The article I referred to in the last post wasn't explicit about how the proposal and its detractors felt about bars and alcohol. I suspected this was an issue and this detail was made clear in today's report:
"The critics' biggest objection was that the types of businesses allowed by the overlay district do not include bars or establishments offering live music, which the critics said is central to the neighborhood's history and culture.
Supporters of the plan said the residentially zoned buildings affected by the change aren't allowed now to house businesses featuring live music or selling alcohol and that approving the overlay district would not affect owners' right to seek a zoning change to allow such uses in the future."
The only reason that the buildings are now zoned for residences only is because they have not had active businesses in them for some time. I assume the levee failures put the kabosh on whatever businesses were active at the time in what are obviously designed to be commercial spaces.
I'm not recommending that bars and late night music are an economic panacea, but they don't hurt. Why do you think casinos include both in their business models? A coffee shop, which is an approved use under the new zoning, is a nice place to meet people and discuss the issues of the day, but who wants to meet in a coffee shop at night and listen to the radio?
This seems prudish to me and a circular argument. "Sure you can't open a bar now but you couldn't open one before." That's because the city revoked the commercial designation for the buildings in question. "Yes, bars aren't allowed but anyone can apply for a variance." If it will be as easy as pie, why add the extra layer of permitting? The same about the 10:00PM closing time. Ten PM?!? I moved from Boston to get away from these early closing hours. Why are 24 hour bars allowed in the Quarter and Uptown and not in Treme? Because tourists and college students can be trusted not to tipple away their savings while the residents of Treme cannot? Truth be told, I suspect any new 24 hour establishment wishing to open in any other neighborhood would face pushback, but it's the principle of the matter that irks me.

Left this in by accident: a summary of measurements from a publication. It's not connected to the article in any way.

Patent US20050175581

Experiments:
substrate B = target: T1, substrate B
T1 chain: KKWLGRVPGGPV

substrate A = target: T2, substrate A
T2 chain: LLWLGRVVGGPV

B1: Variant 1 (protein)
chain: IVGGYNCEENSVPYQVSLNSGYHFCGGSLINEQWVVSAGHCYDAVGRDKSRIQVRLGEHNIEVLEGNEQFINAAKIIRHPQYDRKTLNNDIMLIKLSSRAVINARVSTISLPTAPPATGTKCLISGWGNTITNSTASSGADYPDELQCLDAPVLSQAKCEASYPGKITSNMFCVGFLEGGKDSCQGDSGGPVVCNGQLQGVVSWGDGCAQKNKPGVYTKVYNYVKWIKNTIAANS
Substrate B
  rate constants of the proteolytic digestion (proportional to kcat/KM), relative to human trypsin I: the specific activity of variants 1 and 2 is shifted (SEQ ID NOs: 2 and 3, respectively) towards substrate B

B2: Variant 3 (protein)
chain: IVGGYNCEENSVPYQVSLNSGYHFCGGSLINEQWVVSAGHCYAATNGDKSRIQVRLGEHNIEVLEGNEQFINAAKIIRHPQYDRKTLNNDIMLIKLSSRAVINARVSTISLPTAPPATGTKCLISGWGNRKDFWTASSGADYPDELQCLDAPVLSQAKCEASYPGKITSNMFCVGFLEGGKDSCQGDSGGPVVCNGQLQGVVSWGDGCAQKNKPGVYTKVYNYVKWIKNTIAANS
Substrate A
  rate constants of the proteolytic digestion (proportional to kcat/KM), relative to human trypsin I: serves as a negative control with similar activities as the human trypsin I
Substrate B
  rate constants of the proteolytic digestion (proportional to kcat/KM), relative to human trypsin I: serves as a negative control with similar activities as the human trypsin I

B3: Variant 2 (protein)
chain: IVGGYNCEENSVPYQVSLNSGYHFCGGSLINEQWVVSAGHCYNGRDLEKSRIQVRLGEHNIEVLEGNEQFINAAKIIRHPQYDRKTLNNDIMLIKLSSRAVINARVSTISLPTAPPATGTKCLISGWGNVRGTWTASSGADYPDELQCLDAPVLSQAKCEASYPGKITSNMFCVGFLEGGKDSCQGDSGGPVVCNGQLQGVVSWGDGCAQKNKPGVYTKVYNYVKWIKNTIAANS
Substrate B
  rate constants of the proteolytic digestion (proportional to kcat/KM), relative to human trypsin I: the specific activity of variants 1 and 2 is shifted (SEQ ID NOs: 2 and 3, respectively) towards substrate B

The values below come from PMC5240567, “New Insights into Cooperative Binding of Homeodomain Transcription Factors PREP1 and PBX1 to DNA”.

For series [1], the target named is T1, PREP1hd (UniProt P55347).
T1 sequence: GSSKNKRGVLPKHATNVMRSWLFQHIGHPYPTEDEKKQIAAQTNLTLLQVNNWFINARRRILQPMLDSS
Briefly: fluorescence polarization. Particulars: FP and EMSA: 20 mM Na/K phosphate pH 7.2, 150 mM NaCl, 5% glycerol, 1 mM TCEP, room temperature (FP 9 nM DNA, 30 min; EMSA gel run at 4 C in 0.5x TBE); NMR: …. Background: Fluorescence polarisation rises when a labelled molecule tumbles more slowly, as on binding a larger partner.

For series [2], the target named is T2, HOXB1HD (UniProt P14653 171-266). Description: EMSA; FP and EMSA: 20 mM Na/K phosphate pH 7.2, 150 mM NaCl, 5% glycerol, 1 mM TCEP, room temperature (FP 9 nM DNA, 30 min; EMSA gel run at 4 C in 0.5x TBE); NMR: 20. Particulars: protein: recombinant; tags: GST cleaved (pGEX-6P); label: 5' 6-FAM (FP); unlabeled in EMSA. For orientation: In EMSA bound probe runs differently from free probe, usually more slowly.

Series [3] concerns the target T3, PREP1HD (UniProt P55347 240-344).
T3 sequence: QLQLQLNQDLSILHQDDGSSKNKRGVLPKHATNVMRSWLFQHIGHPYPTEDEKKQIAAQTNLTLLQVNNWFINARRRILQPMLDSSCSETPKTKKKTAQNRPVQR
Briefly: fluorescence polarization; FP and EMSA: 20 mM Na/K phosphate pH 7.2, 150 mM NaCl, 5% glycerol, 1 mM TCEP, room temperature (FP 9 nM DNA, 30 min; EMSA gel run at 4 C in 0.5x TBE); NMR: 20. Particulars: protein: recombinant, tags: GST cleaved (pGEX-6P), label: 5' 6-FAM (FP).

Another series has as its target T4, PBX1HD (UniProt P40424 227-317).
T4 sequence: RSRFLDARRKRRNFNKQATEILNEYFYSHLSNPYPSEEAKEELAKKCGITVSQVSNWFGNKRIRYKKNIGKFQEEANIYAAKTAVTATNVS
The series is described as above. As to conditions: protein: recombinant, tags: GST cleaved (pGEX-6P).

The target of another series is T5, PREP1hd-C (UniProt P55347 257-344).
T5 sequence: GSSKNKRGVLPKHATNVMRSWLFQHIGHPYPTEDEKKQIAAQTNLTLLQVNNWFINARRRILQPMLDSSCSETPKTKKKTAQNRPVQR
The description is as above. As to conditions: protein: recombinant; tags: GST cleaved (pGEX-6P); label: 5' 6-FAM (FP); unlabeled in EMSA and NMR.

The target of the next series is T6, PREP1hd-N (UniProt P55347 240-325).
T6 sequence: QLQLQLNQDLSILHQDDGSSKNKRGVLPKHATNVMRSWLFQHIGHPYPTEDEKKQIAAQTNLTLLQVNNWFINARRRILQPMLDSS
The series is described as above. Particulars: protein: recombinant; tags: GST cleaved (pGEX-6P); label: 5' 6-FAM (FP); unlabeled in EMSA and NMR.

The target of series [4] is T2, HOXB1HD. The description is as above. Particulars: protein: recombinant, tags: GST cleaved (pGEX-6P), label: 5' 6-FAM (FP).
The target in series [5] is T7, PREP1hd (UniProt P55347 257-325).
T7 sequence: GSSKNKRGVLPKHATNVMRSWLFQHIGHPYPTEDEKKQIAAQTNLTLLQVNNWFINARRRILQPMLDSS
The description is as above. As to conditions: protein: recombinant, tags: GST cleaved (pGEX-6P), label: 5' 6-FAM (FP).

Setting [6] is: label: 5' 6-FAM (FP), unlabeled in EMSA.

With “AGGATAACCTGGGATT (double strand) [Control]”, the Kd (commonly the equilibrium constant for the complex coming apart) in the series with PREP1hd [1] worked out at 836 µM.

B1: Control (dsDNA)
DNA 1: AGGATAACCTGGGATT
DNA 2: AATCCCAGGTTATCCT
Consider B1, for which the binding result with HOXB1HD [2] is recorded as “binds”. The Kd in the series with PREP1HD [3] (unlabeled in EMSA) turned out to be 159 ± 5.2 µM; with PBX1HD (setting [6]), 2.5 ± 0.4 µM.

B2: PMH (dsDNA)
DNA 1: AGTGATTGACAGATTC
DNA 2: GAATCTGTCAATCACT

New Orleans isn't a city known for its love of beauty sleep. New Orleans is beautiful because it runs round the clock and it is in ferment every hour of the day. Things happen, minor miracles are birthed, precisely because parts of the city encourage conviviality and creation, especially the musical kind. To shut that out of one part is a warning to the others. Rather than offer limited opportunities, New Orleans should offer limitless opportunities everywhere within city limits. New Orleans is about people bumping into each other and sharing common experiences no matter what the clock says.
Score one for the urban planners but this is a loss for urbanity. If you are going to sing the praises of local culture, don't zone it out of existence. The zoning ordinances, as adopted, will make Treme, and by extension all of New Orleans, as exciting as New London, Conn. I've lived there and I can report that New London, for all its charms and natural advantages, is a place just holding on. New London has its government and zoning to blame. Don't let New Orleans go down that same damned road to irrelevance.
Bakeries are permitted. I don't expect to see a glut of bakers setting up shop on Ursulines Street.
I know I like to say the Dot Matrix is non-political but these top-down zoning fiats get my goat and my dander up. So much for community input! Thanks for bearing with me today.